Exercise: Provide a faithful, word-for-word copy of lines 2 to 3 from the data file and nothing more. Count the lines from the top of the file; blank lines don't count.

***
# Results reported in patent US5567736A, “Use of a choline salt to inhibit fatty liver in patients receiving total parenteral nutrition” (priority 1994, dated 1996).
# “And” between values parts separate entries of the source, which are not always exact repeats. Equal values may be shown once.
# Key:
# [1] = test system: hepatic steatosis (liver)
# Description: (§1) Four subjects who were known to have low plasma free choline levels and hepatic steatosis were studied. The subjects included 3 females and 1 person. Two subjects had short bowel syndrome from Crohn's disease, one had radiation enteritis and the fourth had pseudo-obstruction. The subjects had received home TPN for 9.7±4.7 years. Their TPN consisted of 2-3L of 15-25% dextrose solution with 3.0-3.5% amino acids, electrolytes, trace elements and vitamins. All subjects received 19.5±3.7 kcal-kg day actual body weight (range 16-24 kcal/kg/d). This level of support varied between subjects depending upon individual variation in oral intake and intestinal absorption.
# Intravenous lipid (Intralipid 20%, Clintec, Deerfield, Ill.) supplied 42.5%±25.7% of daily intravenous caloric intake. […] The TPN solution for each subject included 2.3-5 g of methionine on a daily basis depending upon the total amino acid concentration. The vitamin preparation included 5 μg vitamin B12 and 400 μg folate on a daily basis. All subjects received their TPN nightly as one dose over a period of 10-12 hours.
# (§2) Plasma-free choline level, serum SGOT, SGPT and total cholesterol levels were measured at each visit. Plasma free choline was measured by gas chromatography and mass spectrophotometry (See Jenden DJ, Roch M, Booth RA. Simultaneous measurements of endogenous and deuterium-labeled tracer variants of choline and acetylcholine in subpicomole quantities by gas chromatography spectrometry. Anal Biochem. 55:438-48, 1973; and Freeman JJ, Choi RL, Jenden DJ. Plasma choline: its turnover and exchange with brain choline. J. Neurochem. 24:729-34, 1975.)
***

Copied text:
# “And” between values parts separate entries of the source, which are not always exact repeats. Equal values may be shown once.
# Key: